I was more inspired than ever by my fellow garden bloggers this year. Thanks to them, I’ve decided to do the following in 2009: 1. Start a written journal. I don’t have the Lee Valley, but I do have 2 little ones that I’ll fill up first to see how it goes. 2. Go to a second Spring Fling in Chicago May 29-31. (This did not take much self-convincing.) 3. Join the Garden Writers Association; garden blogging is garden writing, so I might as well put my money where my blog is.

Finally, here is an intriguing challenge from Kathy/Cold Climate Gardening: should a garden have a mission statement? The orginal idea came from Helen/Gardening with Confidence; check it out.

Posted by on January 4, 2009 at 5:00 am, in the category What's Happening.
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9 responses to “Bloggers take stock”

  1. VP says:

    Happy New Year!

    This is the prime thinking time of the year that’s for sure.

    I’m running a poll on my Open Garden blog at the moment to see which is the preferred season. Just one person so far has plumpled for Winter. However, 20% say they embrace all seasons, so surprisingly there are some winter lovers out there after all!

  2. Just for the record:

    I do really love the weather at this time of year, especially extreme precipitation (ice storms, blizzards, etc.). Though I do not like losing utilities, or extreme cold.

    Fortunately for the rest of y’all, I have not yet perfected my weather-controlling device.

  3. Thanks for the plug Elizabeth. Let’s just say that when it comes to gardening, sometimes it’s better to say what you have to say in pictures.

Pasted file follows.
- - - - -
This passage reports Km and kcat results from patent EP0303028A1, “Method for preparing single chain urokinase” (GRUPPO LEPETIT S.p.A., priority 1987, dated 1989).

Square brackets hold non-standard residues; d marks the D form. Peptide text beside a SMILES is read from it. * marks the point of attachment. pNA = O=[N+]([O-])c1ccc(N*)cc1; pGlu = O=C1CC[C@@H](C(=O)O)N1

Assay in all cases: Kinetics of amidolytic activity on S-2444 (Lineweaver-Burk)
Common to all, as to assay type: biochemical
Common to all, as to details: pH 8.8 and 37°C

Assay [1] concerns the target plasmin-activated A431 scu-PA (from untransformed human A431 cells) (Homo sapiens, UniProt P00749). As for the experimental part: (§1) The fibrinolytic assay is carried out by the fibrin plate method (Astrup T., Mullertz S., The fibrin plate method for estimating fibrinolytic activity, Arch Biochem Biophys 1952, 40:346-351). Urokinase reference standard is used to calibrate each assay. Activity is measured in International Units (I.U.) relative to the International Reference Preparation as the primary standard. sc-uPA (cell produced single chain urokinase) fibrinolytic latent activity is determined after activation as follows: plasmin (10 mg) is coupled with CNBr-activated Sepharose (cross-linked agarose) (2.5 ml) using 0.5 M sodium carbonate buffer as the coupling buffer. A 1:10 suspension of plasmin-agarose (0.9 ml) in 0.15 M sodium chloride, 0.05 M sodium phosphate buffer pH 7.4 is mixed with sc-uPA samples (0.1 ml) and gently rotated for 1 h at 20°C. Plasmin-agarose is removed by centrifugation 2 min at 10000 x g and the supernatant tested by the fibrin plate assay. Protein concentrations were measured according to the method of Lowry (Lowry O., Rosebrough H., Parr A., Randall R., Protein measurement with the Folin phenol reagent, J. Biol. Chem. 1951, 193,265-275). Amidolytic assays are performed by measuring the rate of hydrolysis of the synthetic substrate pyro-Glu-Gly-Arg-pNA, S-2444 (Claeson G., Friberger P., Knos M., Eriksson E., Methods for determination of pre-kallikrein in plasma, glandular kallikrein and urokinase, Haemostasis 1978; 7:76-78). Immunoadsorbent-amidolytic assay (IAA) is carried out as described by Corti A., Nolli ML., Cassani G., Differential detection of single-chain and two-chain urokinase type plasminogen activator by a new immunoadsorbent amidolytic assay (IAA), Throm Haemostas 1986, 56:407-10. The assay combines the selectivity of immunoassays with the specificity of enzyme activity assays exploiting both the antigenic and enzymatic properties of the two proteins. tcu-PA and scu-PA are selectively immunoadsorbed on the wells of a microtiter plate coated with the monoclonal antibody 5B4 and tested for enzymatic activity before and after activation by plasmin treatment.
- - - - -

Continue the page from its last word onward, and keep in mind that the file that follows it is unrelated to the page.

Best wishes for the new year to all you ranters and your ever-so-astute commentors.

  4. Thanks, Elizabeth, for furthering the challenge to your readers to consider writing a garden mission statement. It is a thought provoking challenge. I submit, once complete, you will be liberated. I will post a collection of statements.

    Also, Elizabeth, you are too right, garden blogging is garden writing – it is garden communicating. The Garden Writers Association is a resource for garden communicators. Raleigh, is hosting the 2009 conference, September 23 – 26, with optional tours planned for September 27th. In addition, the Garden Conservancy’s Open Days tour is the weekend before on September 19/20th. Come, plan to stay the week. We have a lot going on in this fertile ground we call the Piedmont region of North Carolina.

  5. Bob Vaiden says:

    Nothing like that beautiful shot of a Trout Lily to remind me that just a couple of months separate me from the appearance of the first flowers of spring!:)

  6. Elizabeth,
    Thank you for the mention.

    I am truly moved by what I read among the garden blogs. The sharing, the insight, the creativity and the ups and downs are heartfelt expressions.

    Garden bloggers have created a wonderful virtual world.

    Cameron

  7. Pam/Digging says:

    Thanks for the shout-out, Elizabeth. After skipping about in the sun scattering larkspur and tomato seeds, I came in to catch up on blog reading and found your end-of-year round-up. Like you, I’m starting a new garden journal this year, for my new-baby garden. And I’m committed to going to the Chicago Fling, where I hope to meet even more garden bloggers and see some cool gardens. Joining GWA? Maybe when the budget isn’t so tight. The Portland conference last year sure did sound like fun though.

  8. I read a lot of bloggers’ end year posts too. They were thoughtful and insightful, and it was interesting to me to see the changes in their gardens in just one year.~~Dee

  9. Lots of entertaining reading in these links.
    Enjoyed them all.

    I especially enjoyed Helen’s mission statement essay.

    If I were to write out a mission statement for my garden I would say the same thing that I have said about it for years, ” If one cannot afford to travel to Hawaii, then create it in your own back yard “.